top of page

Aisle Seat: Does Cannabis Have a Biblical Connection?

Updated: Apr 28, 2022

By Naomi Serviss / New York City

--What if Moses had said “Let my people grow”?

The grass is always greener….especially since April 21 in neighboring New Jersey. That’s when the Garden State became one of the first (on the east coast) to legalize the sale of recreational marijuana .

A great huzzah echoed statewide, pungent with sweet puffery.

I got a contact high.

Dispensaries offered enticements, promotions and heavy in-house discounts. Free T-shirts, tote bags and lighters were gleefully distributed to happy-camper customers.

It was also a day after 4/20, the unofficial holiday of blazing marijuana insiders.

According to stoner lore, this ritual blossomed with five high-school teens from Marin County, Calif., in the 1970s.

They continued to congregate and light up beneath the bleachers at 4:20, having fun with a purpose to search for a cannabis plant.

Legend has it the herb was left behind in a forest by a U.S. Coast Guard member. He was unable to maintain the plant.

You can’t make this stuff up.

Ironically, New Jersey had approved the hemp plant’s legalization in 2020.

It was already available to card-carrying medical marijuana residents, the customers of New Jersey’s 13 medicinal dispensaries.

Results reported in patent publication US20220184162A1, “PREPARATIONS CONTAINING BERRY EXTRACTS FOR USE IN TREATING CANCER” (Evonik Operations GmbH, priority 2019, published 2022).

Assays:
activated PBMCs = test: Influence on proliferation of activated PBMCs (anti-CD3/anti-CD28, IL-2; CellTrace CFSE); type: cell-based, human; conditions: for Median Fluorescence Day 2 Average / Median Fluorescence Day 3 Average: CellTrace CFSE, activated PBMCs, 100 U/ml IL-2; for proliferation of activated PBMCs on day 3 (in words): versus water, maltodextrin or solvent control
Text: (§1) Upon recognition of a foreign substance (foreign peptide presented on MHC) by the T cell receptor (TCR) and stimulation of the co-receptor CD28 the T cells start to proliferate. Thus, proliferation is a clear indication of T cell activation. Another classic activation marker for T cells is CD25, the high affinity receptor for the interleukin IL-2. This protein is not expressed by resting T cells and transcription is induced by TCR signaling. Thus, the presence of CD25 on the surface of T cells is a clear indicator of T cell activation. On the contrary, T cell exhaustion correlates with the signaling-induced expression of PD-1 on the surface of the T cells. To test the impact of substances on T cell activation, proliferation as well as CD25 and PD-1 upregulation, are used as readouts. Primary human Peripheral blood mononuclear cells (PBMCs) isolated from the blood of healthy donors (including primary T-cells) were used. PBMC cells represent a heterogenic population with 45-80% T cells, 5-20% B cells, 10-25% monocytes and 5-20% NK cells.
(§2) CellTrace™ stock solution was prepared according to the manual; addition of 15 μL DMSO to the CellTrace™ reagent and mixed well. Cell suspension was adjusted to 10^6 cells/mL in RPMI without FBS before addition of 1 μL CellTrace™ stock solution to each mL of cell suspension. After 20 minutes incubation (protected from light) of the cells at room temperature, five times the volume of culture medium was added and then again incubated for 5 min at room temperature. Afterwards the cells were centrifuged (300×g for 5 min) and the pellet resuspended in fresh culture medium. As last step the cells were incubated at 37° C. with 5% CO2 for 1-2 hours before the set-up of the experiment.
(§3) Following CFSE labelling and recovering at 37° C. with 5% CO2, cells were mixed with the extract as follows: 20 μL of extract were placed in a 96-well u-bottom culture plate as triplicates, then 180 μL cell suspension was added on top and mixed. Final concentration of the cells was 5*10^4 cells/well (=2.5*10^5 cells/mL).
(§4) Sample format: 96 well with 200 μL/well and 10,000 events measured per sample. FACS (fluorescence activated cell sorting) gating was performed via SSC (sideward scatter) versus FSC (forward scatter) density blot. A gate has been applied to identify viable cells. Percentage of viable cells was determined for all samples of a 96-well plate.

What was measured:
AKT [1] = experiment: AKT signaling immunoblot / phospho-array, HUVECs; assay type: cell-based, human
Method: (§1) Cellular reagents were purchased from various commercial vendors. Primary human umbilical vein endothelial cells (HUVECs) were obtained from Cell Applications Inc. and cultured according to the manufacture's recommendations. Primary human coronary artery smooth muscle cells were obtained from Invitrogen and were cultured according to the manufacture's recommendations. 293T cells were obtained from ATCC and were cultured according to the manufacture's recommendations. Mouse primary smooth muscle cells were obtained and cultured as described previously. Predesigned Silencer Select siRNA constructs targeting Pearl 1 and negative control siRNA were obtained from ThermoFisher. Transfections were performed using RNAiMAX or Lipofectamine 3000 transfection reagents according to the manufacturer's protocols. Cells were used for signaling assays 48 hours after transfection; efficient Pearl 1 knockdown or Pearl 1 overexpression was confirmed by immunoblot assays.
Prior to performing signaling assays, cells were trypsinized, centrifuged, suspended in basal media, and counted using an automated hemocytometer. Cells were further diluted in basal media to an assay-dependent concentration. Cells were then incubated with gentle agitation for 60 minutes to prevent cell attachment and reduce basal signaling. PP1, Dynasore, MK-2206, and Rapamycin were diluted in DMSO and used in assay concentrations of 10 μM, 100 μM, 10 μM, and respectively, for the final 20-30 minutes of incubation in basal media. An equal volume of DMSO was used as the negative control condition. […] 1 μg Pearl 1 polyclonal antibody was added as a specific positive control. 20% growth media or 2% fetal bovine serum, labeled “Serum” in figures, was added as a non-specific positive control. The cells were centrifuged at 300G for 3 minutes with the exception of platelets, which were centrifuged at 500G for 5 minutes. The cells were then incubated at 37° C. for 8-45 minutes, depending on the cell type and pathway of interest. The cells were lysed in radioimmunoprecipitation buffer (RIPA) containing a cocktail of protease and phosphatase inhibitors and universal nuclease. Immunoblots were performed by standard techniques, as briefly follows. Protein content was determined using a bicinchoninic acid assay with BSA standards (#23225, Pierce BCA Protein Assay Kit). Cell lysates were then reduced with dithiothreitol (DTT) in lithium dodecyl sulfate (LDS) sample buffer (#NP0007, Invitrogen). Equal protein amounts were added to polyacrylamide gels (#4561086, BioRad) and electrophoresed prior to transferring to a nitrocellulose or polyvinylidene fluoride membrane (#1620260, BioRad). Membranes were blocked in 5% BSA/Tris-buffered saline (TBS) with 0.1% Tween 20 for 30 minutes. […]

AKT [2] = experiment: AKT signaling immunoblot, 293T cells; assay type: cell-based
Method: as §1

This heralded occasion was a long time coming.

The new law is the product of a ten-year struggle by New Jersey cannabis proponents

to catch up to states that have ended criminalization.

Nearly 20 states and D.C. have already legalized recreational pot.

Thirty-seven states permit medicinal marijuana use, in all its forms.

Too bad New Yorkers with a pot penchant must wait until state legislators hammer out a tax deal.

Those in the know figure that could take a year.

Albany’s gears never did run smooth.

New York legalized recreational weed in 2021, and still hasn’t hammered out a licensed market.

Too many stirring the pot, perhaps?

New York dispensaries, meanwhile, are desperate to keep their customers vaping, toking and munching edibles.

They’re mindful of New Jersey’s legal weed temptations a bridge or tunnel away.

Now that the legal risks of toking have gone up in smoke, some are curious about marijuana’s history.

YIVO, a New York-based research institute in Manhattan, claims the pungent plant is Old Testament-rooted.

Juicy tidbits are promised in an upcoming exhibit:

Thursday May 5, 7 p.m.

Mentioned in the Bible and discussed in traditional texts, cannabis has always been an accepted part of Jewish life.

According to YIVO, Jews have been dealing and using cannabis for religious, medicinal and recreational purposes for millennia.

Highlights of the upcoming exhibit will include ordinary stuff repurposed for cannabis consumption including a menorah-shaped bong, and a yarmulke festooned with cannabis leaves.

Expected partakers of the free, live (and live-streamed at 7 EST) event, will likely be good-humored.

And maybe a little hungry.


Naomi Serviss is a New York-based award-winning journalist whose work has been published in The New York Times, Newsday, The Philadelphia Inquirer, Highroads (AAA magazine), in-flight publications, spa and travel magazines and websites, including



bottom of page